DVD REVIEW: DARKNESS DESCENDS / CERT: 15 / DIRECTOR: MARC CLEBANOFF / SCREENPLAY: FRANK KRUEGER / STARRING: DANNY TREJO, KINGA PHILIPPS, FRANK KRUEGER / RELEASE DATE: OUT NOW
A rare 101 Films release that comes without a heavily Photoshopped picture of a house or a reference to The Cabin in the Woods on the cover. Front and centre is cult movie and Old El Paso advert icon, The Wrong Mexican himself, Danny Trejo.
The Trej does a passable Bane impression in Darkness Descends, a low-budget thriller that sets the big man up as some sort of cult revolutionary – and then proceeds to have him appear only occasionally in the film. Will horror fans ever learn? Since Machete and its sequel, Trejo has been steadily making a living from his brief appearances in trashy, cheap genre films, from The Cloth (Trejo as a Catholic Priest) through Zombie Hunter (Trejo as Jesus), Haunted High (a janitor, locked in a cupboard) and Old El Paso (creepy uncle). Worse, when he does take the lead, we end up with nonsense such as Machete Kills or, even worse, Bad Ass and its sequel. While Trejo has always been a bit-part actor, his recent fame has given certain distribution companies to promote the man as star, like his fellow B-Movie heroes Lance Henriksen and Eric Roberts.
Still, at least the film has some cause to slap Trejo's massive pocked-marked face all over the cover. Although his actual screen time may be sparse, the character is given enough importance (in a semi-mythological Colonel Kurtz kind of way) that his presence looms heavy even when he's not around. Which is quite a lot.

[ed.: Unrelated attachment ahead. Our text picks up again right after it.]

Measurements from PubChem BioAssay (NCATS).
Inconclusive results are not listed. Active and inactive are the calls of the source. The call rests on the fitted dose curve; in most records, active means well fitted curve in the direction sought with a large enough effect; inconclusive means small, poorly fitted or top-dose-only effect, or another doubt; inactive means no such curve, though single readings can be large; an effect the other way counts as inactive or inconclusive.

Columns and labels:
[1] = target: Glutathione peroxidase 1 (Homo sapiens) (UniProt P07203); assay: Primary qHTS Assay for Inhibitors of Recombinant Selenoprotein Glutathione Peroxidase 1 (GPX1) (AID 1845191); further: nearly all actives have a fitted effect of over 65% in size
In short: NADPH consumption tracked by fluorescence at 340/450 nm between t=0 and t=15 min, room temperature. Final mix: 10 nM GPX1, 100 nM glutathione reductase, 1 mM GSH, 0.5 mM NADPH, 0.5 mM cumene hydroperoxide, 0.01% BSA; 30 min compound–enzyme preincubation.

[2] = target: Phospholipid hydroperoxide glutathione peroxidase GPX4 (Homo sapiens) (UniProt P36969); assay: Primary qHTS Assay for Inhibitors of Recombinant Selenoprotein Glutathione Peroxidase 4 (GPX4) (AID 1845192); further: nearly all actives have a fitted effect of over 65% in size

The rest of the film is spent with documentary filmmaker Chelsea (Philipps) as she investigates underground revolutionary Angel (Trejo) and his growing legion of followers, gathering in the abandoned subway tunnels of New York. The influence of Tom Hardy's Bane and The Dark Knight Rises is felt throughout, in both Angel's actions and pretentious speechifying. “Once you taste the darkness...” Trejo growls in his inimitable crushed glass tones, “...it seduces you.” Cartoons aside, it's the closest we'll ever get to Trejo playing Bane. The low budget inhibits the underground warrior's behaviour, sparing us Nolan's stupid 'every cop in Gotham is trapped in the sewers' midsection or predictable assault on Wall Street. It's a step above the angry 'GamerGate' (having also taken Bane on as their inspiration), but not by much. His followers are only slightly less annoying; although at least they don't have access to Twitter.
Like Bane, Anonymous, and angry gamers, Darkness Descends seems convinced that it has something deep and profound to say. Unfortunately, for the most part it just comes across as silly and pretentious. As its acoustic guitar-playing hippies sit around a campfire and Trejo spouts off excerpts from Revolutionaries for Dummies, one can't help but wish that Batman might swoop on in and beat the lot of them about their collective heads with that very same guitar.